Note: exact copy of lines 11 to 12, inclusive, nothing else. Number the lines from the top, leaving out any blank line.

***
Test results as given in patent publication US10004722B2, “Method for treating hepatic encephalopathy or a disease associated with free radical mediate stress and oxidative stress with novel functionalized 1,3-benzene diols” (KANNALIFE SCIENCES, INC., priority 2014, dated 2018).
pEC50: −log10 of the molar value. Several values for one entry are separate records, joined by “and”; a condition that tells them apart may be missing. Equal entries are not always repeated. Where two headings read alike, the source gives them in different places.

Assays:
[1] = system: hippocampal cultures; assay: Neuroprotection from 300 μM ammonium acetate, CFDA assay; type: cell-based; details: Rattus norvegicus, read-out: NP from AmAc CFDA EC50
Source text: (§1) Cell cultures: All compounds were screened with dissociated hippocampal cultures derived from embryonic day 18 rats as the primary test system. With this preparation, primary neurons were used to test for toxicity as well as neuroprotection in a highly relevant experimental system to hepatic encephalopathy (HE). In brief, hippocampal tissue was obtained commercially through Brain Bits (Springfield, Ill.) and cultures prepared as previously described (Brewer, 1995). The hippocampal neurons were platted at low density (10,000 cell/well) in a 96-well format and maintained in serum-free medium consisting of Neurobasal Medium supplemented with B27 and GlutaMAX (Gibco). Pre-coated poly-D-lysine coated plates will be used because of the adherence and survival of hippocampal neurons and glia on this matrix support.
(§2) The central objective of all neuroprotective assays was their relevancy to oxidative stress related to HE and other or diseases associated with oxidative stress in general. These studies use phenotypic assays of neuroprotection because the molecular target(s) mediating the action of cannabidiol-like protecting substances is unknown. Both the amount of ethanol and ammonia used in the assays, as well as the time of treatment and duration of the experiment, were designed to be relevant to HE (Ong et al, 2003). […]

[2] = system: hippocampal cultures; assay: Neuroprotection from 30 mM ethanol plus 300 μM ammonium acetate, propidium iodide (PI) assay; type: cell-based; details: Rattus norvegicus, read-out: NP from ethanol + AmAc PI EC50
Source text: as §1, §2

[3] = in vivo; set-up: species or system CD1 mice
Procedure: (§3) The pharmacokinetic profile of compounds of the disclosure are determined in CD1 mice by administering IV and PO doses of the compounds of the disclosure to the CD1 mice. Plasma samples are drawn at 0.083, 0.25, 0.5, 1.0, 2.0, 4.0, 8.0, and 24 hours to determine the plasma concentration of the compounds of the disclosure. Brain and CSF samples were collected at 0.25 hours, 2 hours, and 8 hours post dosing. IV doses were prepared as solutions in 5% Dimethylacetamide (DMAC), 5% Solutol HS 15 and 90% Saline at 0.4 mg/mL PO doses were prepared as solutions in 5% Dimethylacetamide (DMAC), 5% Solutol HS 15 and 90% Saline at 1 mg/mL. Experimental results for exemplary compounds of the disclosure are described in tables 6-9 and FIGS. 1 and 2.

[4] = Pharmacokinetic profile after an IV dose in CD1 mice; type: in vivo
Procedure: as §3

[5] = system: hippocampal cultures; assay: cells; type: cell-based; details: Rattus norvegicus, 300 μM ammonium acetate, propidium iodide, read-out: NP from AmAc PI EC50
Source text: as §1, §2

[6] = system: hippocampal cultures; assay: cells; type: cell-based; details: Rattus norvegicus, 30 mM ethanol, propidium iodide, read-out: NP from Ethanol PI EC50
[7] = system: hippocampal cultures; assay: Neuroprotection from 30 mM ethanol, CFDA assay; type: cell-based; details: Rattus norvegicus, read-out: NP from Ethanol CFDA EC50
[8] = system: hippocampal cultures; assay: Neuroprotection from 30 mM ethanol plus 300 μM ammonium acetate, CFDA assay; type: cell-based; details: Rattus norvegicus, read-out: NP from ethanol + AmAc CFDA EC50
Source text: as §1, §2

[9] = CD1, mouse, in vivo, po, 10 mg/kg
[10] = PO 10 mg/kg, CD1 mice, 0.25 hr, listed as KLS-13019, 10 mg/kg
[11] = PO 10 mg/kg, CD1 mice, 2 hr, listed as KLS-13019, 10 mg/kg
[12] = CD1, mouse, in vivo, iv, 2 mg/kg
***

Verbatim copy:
[4] = Pharmacokinetic profile after an IV dose in CD1 mice; type: in vivo
Procedure: as §3